Capped: How NHL Teams Spend Their Money

Alexander MacLean


This week's Capped discusses how NHL teams allocate their salary cap, and what lessons we can take for your fantasy team. 


Welcome back readers to another Thursday filled with number crunching. Hopefully you can all follow along through those post-Halloween sugar comas! Fantasy hockey numbers can be tough to wrap your head around on the best of days, and on the worst days it starts to look like University calculus. Sometimes, figuring out how best to fit a fantasy team under the salary cap can feel like a full time job. In the NHL, there are actually people who have that task as a full time job! With the recent hiring of Tom Poraszka, the founder of General Fanager, the new Las Vegas organization has shown that they are fully invested in the idea. So, by looking around the NHL, is there a way that we can learn a few things from the pros? In terms of allocating cap money for stars vs. rookies, and from forwards to defence to goalies, there likely isn’t one right answer, but is there a consensus among NHL teams?

The salary cap was implemented over 10 years ago, and teams are still tinkering with how best to manage it. Teams like the Chicago Blackhawks seem to have to trade out at least one star player every off-season in order to ensure they are salary cap compliant. Contrarily, teams like the Arizona Coyotes have to have to pay players to not play for them in order to make the numbers fit. There are many factors that cause these differences from team to team. In order for our analysis to be as consistent as possible, there will have to be a few guidelines in place; salary cap extras, such as buy-outs, retained salary, and recapture penalties will be excluded. Player salaries for this season will be used, however it is important to note that Jacob Trouba is still unsigned in Winnipeg**, and injuries have caused slight discrepancies in salaries.

Salaries were taken on Saturday October 29th, so there may be a small difference or two by now due to certain roster moves. The most noticeable of the discrepancies though is with the goalies. This is due to the fact that three teams over the last week have had to roster four goalies. Boston, Los Angeles and Ottawa have all lost their top two goalies for various stretches of time, and had to call up both of their AHL net-minders*. This added on a little under $2 Million to all three teams, which may not seem to be a huge amount in the context of a $73 Million dollar salary cap, but with the average team paying over $6.5 Million on goalies, it makes a difference. Let’s take a look.

Staying with the goalie theme, there are a few things that stick out right away. The first aspect to consider is the tiny amount that the Winnipeg Jets are paying for their goaltending that has allowed 28 goals in their first 10 games. That is a respectable number in comparison to the miniscule salary. Winnipeg is running with their rookie goalie Connor Hellebuyck, and the entry-level contract is what allows them to spend so little on goaltending. There are a few other teams such as Buffalo, San Jose, Calgary that are spending $3 Million or less on their starting goalie, with varying amounts of success. Goaltending is such an unpredictable position, that it is worth paying a bit of a premium for the certainty that some of the stars bring to the table.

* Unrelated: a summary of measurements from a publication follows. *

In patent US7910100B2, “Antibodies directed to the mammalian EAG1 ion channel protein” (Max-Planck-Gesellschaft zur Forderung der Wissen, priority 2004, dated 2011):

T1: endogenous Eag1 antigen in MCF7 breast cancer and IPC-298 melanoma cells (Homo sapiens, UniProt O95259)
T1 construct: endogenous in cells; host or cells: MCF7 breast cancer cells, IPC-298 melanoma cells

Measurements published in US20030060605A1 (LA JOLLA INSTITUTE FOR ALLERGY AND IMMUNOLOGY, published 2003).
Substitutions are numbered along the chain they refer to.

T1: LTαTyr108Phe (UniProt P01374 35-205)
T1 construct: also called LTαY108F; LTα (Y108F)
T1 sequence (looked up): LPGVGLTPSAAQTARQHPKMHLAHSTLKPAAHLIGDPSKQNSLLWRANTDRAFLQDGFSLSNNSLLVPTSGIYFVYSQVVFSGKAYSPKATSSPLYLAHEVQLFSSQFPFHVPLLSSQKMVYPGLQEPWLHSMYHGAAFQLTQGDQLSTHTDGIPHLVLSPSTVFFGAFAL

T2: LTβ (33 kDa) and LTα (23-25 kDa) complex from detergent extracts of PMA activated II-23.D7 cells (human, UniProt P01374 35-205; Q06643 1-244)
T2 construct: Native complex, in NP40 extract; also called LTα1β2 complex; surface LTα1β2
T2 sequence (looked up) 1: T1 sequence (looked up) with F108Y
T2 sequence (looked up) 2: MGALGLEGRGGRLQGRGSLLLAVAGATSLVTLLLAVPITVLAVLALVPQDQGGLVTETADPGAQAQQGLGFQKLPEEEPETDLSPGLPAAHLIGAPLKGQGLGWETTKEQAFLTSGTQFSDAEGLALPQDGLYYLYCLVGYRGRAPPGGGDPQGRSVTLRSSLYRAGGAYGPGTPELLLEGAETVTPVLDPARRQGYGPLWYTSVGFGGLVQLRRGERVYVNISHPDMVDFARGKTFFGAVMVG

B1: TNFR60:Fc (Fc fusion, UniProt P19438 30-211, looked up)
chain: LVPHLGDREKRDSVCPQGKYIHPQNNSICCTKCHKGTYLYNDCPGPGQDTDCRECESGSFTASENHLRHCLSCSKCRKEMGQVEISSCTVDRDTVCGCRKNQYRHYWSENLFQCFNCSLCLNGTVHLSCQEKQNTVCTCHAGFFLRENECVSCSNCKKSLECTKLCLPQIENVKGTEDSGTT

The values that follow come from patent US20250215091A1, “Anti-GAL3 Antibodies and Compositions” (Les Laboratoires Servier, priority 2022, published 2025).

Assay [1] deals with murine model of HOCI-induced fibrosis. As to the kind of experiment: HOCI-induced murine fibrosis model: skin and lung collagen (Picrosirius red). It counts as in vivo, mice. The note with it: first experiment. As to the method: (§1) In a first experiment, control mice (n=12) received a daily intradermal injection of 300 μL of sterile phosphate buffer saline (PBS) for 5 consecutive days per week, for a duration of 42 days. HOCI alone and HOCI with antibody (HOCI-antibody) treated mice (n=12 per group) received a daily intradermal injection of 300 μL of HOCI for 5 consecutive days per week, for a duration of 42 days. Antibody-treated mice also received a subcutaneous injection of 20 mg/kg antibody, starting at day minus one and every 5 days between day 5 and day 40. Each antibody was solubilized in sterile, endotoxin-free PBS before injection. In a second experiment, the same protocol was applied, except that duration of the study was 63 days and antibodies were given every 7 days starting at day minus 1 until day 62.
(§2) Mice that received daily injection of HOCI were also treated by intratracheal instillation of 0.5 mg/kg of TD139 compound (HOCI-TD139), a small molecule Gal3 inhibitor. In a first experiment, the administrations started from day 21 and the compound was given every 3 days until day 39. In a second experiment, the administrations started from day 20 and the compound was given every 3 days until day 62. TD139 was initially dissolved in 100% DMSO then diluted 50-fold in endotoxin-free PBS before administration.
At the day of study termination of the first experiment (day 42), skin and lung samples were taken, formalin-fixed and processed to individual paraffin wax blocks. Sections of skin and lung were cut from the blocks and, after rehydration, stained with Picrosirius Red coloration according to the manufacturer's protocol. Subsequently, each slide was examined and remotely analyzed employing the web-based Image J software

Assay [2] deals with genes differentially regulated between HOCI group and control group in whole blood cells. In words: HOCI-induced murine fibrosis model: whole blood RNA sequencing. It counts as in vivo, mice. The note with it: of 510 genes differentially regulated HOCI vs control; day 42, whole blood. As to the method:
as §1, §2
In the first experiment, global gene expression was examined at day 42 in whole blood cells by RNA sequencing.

Strangely enough, the Dallas Stars, winners of the Western conference in 2015-16, take another approach. Their bottom forwards and defence are so cheap, that they can use some extra money on goalies. With the highest money spent by either team, you would think they would be getting more than league average goaltending. However, it’s quite the contrary, as last year they had a save percentage of 0.906%, compared to the league average of 0.915%. Over the course of an 82 game season, that is a big deal. If their two goalies Antti Niemi and Kari Lehtonen can’t improve for this coming season, then the Stars are going to find it hard to repeat last seasons’ success.

On their own, goalies can do quite a lot, but they can’t do everything. In the past, good team defence has sometimes been able to cover up sub-par goaltending. However there are also some interesting trends with the defence. Calgary is the team paying the most for their defence (and the only team over $30 Million), but they also have Brian Elliott in net, who has posted some of the best save percentage numbers over the last few season. Unfortunately, Calgary is last in the league in goals against, having allowed 40 already this season. Arizona is the team with the next highest paid defence core, but they are last in the league in goals against per game, and only Calgary has more goals against on the season. On the flip side of defensive efficiency, both Arizona and Calgary are in the top third of the league for points by defenceman (23 and 24 points respectively). Carolina and New Jersey, the two teams with the lowest paid defence cores, have 20 and 13 points respectively. So it seems that there is more of a relation to the offence than the defence, when it comes to paying NHL defencemen.

Moving on to the forwards, Arizona sticks out like a sore thumb, because they are paying less than half of what Pittsburgh and St. Louis are paying their forward groups. This is due to their internal cap limits, and the fact they have so many rookies in their forward ranks. Other than Arizona however, no single team seems to stand out in terms of salaries. Carolina has the next lowest total, but they are also one of the teams with the smallest budgets, so it is expected. Overall, it seems that with the depth of forwards on teams, the ones such as Pittsburgh that are top heavy with salaries, also balance it out with more entry level contracts for the bottom forwards. Contrarily, the teams without the expensive forwards at the top of their lineups are able to spend a little more to fill out the bottom half of the forward group.